>> sort of interactive connection (like an xterm).
>
> All the arguments given are still valid as long as they are scaled to
> 750Kbytes (for a 100 Mbps connection) and 7.5 Gbytes (for a 1 Gbps 
> connection).

I agree with booloo that you do not need more than 7.5 megabytes
per long-haul gigabit network interface in this example.

Local LAN connections will not need that huge of a buffer because
of the much smaller RTT.  And, you are only going to have one,
at most maybe two or three gigabit WAN's routed to any one 
host ...

My guess is only a very few hosts in a gigabit, North-American
network will need much more than 20 megs of memory supporting
transport protocol windows.  That's peanuts.

Steve

-----------[000256][next][prev][last][first]----------------------------------------------------
Date:      Wed, 17 Mar 1993 10:00:07 GMT
From:      hdavies@rx.xerox.com (Hugh JE Davies)
To:        comp.protocols.tcp-ip
Subject:   Re: Guaranteed Unused IP Network?

In article 10MAR199310483326@opus1.com, jms@opus1.com (Joel M-for-Vnews Snyder) writes:
>In article <mam-090393121426@192.158.86.2>, mam@gvgspd.gvg.tek.com (Mark A.
>Matthews) writes...
>

[snip]

>
>Aside from the test number (already mentioned here), whenever I do paper
>documentation I always use network number 555 and host number 1212.  It's
>not only illegal, most people can figure out that it's a guaranteed bogus
>number because of the telephone company association. 
>

Sigh. More American parochialism. TCP/IP is worldwide, the 555-1212 stuff
isn't.
---


Regards,

Hugh.
------------------------------------------------------------------
Huge.wgc1@rx.xerox.com       Rank Xerox Technical Centre, WGC, UK.
         I don't speak for Xerox, nor they for me.
"If there is anyone here who I have not insulted, I beg his
           pardon." Johannes Brahms (1833-97).


-----------[000257][next][prev][last][first]----------------------------------------------------
Date:      17 Mar 93 13:04:32 GMT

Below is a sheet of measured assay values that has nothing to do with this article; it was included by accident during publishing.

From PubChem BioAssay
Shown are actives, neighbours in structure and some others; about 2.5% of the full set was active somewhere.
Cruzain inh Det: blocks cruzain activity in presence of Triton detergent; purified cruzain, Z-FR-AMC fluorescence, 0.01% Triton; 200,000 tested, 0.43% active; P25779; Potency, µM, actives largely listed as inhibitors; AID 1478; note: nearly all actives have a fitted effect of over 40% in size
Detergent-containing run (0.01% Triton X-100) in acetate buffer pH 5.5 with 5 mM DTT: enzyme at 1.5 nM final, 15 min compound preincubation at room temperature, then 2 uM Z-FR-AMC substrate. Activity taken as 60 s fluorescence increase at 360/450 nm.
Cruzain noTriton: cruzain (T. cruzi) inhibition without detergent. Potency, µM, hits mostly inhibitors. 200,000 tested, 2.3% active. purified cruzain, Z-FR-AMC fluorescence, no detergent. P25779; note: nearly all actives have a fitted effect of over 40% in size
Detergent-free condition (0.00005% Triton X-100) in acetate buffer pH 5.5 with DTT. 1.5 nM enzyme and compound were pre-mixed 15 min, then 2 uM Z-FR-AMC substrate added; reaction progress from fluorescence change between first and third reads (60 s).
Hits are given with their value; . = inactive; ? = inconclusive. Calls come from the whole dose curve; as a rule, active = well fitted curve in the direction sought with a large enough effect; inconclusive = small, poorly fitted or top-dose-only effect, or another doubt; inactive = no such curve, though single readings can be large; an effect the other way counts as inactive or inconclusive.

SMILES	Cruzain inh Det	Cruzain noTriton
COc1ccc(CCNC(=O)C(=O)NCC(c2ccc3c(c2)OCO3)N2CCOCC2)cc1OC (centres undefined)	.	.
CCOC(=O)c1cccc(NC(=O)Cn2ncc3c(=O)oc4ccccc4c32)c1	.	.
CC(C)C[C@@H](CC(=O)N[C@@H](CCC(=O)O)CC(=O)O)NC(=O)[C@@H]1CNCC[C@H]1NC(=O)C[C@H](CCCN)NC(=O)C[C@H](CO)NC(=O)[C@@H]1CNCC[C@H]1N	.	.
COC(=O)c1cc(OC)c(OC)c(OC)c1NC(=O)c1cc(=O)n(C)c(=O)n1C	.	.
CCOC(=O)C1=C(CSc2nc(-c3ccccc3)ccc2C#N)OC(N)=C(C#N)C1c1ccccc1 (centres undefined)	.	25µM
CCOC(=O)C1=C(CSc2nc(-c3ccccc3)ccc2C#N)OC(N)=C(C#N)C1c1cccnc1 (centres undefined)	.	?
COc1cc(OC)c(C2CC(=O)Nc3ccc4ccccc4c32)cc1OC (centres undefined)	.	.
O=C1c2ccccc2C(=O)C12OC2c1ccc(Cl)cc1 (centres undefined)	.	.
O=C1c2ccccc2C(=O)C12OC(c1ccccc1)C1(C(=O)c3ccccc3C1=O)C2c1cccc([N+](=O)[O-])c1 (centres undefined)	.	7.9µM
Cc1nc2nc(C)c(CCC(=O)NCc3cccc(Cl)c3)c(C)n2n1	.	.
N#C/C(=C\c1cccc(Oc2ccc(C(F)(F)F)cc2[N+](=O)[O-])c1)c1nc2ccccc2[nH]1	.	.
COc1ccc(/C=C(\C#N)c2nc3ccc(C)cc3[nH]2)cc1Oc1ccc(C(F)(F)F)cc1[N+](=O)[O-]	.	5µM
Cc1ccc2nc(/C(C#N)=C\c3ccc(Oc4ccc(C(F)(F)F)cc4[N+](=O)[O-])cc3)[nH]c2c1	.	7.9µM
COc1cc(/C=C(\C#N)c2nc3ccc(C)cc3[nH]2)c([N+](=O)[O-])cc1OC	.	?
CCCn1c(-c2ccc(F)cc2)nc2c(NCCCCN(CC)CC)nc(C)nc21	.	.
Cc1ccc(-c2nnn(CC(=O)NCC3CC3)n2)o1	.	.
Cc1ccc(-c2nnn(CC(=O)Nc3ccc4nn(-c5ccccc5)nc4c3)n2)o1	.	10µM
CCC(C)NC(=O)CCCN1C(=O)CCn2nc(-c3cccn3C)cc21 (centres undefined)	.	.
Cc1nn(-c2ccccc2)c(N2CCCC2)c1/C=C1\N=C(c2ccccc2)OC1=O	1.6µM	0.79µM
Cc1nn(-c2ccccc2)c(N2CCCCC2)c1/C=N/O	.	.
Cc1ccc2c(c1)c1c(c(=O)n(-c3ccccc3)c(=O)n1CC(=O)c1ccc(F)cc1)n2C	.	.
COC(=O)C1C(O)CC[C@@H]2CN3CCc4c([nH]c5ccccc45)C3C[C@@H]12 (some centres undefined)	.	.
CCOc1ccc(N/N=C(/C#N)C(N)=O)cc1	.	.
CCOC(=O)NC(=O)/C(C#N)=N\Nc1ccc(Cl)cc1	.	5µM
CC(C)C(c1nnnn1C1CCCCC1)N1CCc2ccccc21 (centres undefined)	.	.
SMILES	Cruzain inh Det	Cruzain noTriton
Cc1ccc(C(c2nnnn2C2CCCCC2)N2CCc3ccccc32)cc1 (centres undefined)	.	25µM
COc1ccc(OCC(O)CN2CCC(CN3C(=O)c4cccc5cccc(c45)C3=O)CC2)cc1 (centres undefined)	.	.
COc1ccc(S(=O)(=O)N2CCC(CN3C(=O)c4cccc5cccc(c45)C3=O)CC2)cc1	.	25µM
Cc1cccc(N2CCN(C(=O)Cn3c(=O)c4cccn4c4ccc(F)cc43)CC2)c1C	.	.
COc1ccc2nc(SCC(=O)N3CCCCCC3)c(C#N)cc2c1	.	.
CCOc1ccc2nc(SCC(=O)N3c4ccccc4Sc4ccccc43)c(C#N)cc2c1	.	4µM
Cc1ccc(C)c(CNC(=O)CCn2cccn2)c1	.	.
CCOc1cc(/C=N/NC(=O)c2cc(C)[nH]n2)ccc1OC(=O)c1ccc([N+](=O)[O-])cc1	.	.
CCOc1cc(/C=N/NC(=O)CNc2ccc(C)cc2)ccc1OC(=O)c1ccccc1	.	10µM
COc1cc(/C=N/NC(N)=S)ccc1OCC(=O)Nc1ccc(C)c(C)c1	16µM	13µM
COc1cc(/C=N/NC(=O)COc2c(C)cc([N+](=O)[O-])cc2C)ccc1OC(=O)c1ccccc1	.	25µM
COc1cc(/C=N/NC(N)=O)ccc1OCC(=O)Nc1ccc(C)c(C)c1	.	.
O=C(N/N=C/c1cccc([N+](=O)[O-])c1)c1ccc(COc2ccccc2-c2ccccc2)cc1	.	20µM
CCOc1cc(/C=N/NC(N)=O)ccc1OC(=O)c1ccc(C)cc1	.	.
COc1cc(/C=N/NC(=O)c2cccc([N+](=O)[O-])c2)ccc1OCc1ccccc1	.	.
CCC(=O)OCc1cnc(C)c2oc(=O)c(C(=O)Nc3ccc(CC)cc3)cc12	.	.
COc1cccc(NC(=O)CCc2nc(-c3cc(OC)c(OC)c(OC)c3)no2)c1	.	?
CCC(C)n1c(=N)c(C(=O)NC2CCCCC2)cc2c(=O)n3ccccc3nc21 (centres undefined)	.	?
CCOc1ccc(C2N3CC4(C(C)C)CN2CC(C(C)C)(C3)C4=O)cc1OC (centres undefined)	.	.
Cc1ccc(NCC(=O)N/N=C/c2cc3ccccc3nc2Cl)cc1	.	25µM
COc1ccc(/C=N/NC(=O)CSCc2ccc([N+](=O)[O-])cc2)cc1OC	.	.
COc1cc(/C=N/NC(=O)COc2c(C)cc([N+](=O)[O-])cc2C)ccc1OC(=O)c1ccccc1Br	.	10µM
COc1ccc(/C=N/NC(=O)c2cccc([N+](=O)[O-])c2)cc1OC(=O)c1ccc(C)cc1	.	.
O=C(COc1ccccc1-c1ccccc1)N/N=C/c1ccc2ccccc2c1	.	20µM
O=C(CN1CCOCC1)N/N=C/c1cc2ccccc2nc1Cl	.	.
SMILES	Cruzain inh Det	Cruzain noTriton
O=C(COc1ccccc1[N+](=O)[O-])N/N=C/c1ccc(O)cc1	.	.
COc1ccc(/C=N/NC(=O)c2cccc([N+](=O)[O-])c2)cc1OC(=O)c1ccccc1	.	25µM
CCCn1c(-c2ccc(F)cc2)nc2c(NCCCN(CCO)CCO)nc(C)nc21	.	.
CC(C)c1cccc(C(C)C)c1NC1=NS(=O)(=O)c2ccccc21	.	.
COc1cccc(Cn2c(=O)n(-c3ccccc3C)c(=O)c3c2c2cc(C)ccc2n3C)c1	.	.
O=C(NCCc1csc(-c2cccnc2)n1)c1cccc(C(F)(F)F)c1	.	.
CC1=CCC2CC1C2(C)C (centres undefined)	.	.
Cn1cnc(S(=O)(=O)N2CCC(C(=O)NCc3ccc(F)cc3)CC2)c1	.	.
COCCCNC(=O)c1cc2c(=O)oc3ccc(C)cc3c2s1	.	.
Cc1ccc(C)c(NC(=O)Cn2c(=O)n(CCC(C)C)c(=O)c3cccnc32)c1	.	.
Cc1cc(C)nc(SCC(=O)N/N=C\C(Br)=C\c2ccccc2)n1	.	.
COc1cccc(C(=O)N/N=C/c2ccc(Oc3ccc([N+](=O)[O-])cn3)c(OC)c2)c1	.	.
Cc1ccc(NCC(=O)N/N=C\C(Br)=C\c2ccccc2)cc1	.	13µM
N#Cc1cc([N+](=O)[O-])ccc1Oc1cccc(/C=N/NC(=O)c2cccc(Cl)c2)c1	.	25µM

From:      spoelhof@kodak.com (Gordon Spoelhof)
To:        comp.protocols.tcp-ip
Subject:   Re: Of course we're running out of IP addresses!

In article <732250478snx@crynwr.com>, nelson@crynwr.com (Russell Nelson) 
writes:
> 
> Maybe the NSF should charge a penny per IP address per year, plus $25
> minimum.  I'd be more than happy to pay my $27.50 for my class-C
> network if HP had to pay $167,000 per year for its class-A IP
> addresses.  I wonder how many it's actually using (that is, those on
> open subnets...)?
> 
> Boy, I bet *that* would free up a lot of class-A networks!  :)
> 
Only $167,000 per year!  Peanuts! Sign us up for a dozen!  The cost
of making the decisions, staffing, and hardware to support a space
that large is MUCH more than $167,000!


Gordon Spoelhof
Eastman Kodak Company / Health Sciences Division
25 Edendery Circle / Fairport, NY 14450-1013
Email: spoelhof@kodak.com
Phone: 716-253-9735 / FAX: 716-253-7966
Miopiceconomics: (n) the study of increased system cost through unit optomization.  See short-sighted...

-----------[000258][next][prev][last][first]----------------------------------------------------
Date:      Wed, 17 Mar 1993 13:12:31 GMT
From:      atkinson@itd.nrl.navy.mil (Randall Atkinson)
To:        comp.protocols.tcp-ip
Subject:   Re: Giving back an IP address !!!

In article <1993Mar16.230018.15764@cmutual.com.au> IJohnston@cmutual.com.au (Ian Johnston) writes:

>Who do I contact if I wan't to give back a Class B IP number?  

The DDN Network Information Center, who handle address issuance.
Their email address is:		nic@nic.ddn.mil

I forget their telephone number.  They have a toll-free 800 number and
a regular number in the (703) area code.

>I know of a few sites that have applied for and recieved IP numbers 
>and then have not used them.

It would be a tremendous service to the community if those folks would
give up their addresses or even just swap a Class B for one or two
Class Cs.  This should be encouraged.


-----------[000259][next][prev][last][first]----------------------------------------------------
Date:      17 Mar 93 13:37:04 GMT
From:      avalon@coombs.anu.edu.au (Darren Reed)
To:        comp.protocols.tcp-ip
Subject:   Re: TCP and gigabit networking - are we fooling ourselves?

ddean@sapphire.risc.uni-linz.ac.at (Drew Dean) writes:
[...]
>I don't expect 1 Gb/s on my desktop any time soon (OK, so it's maybe 5  
>years out :-)).  Ethernet is fast enough for many things (especially with  
>800+ KB/s transfers from a modern TCP), and desktop workstations tend not